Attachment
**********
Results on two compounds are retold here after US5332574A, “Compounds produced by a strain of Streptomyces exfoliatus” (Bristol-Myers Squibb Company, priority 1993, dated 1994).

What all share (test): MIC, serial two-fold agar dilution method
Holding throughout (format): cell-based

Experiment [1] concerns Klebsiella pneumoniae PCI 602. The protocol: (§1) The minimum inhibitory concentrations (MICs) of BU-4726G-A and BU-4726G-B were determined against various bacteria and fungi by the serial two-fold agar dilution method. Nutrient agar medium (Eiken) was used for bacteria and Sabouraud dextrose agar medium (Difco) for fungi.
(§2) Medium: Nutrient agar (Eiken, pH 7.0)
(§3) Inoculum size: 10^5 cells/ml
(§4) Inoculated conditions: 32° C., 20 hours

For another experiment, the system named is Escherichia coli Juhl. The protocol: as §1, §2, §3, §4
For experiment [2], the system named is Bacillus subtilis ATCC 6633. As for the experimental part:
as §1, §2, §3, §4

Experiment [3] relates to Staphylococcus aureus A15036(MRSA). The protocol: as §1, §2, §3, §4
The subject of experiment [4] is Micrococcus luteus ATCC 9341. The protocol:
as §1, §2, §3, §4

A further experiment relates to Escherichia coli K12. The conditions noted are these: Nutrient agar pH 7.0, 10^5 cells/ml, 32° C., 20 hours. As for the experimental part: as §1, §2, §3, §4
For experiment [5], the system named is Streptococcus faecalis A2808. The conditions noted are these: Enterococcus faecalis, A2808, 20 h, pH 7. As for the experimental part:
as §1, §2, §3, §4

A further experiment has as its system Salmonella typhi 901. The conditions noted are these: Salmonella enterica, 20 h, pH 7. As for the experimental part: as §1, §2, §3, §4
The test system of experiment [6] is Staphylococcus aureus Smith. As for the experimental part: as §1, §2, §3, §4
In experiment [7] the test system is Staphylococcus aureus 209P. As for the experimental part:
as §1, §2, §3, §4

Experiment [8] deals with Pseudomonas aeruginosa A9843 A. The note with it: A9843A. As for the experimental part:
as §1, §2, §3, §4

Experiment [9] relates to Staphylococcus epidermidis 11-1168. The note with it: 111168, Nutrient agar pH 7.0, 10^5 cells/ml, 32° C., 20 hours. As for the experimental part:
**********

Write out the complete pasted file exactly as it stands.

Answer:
Results on two compounds are retold here after US5332574A, “Compounds produced by a strain of Streptomyces exfoliatus” (Bristol-Myers Squibb Company, priority 1993, dated 1994).

What all share (test): MIC, serial two-fold agar dilution method
Holding throughout (format): cell-based

Experiment [1] concerns Klebsiella pneumoniae PCI 602. The protocol: (§1) The minimum inhibitory concentrations (MICs) of BU-4726G-A and BU-4726G-B were determined against various bacteria and fungi by the serial two-fold agar dilution method. Nutrient agar medium (Eiken) was used for bacteria and Sabouraud dextrose agar medium (Difco) for fungi.
(§2) Medium: Nutrient agar (Eiken, pH 7.0)
(§3) Inoculum size: 10^5 cells/ml
(§4) Inoculated conditions: 32° C., 20 hours

For another experiment, the system named is Escherichia coli Juhl. The protocol: as §1, §2, §3, §4
For experiment [2], the system named is Bacillus subtilis ATCC 6633. As for the experimental part:
as §1, §2, §3, §4

Experiment [3] relates to Staphylococcus aureus A15036(MRSA). The protocol: as §1, §2, §3, §4
The subject of experiment [4] is Micrococcus luteus ATCC 9341. The protocol:
as §1, §2, §3, §4

A further experiment relates to Escherichia coli K12. The conditions noted are these: Nutrient agar pH 7.0, 10^5 cells/ml, 32° C., 20 hours. As for the experimental part: as §1, §2, §3, §4
For experiment [5], the system named is Streptococcus faecalis A2808. The conditions noted are these: Enterococcus faecalis, A2808, 20 h, pH 7. As for the experimental part:
as §1, §2, §3, §4

A further experiment has as its system Salmonella typhi 901. The conditions noted are these: Salmonella enterica, 20 h, pH 7. As for the experimental part: as §1, §2, §3, §4
The test system of experiment [6] is Staphylococcus aureus Smith. As for the experimental part: as §1, §2, §3, §4
In experiment [7] the test system is Staphylococcus aureus 209P. As for the experimental part:
as §1, §2, §3, §4

Experiment [8] deals with Pseudomonas aeruginosa A9843 A. The note with it: A9843A. As for the experimental part:
as §1, §2, §3, §4

Experiment [9] relates to Staphylococcus epidermidis 11-1168. The note with it: 111168, Nutrient agar pH 7.0, 10^5 cells/ml, 32° C., 20 hours. As for the experimental part: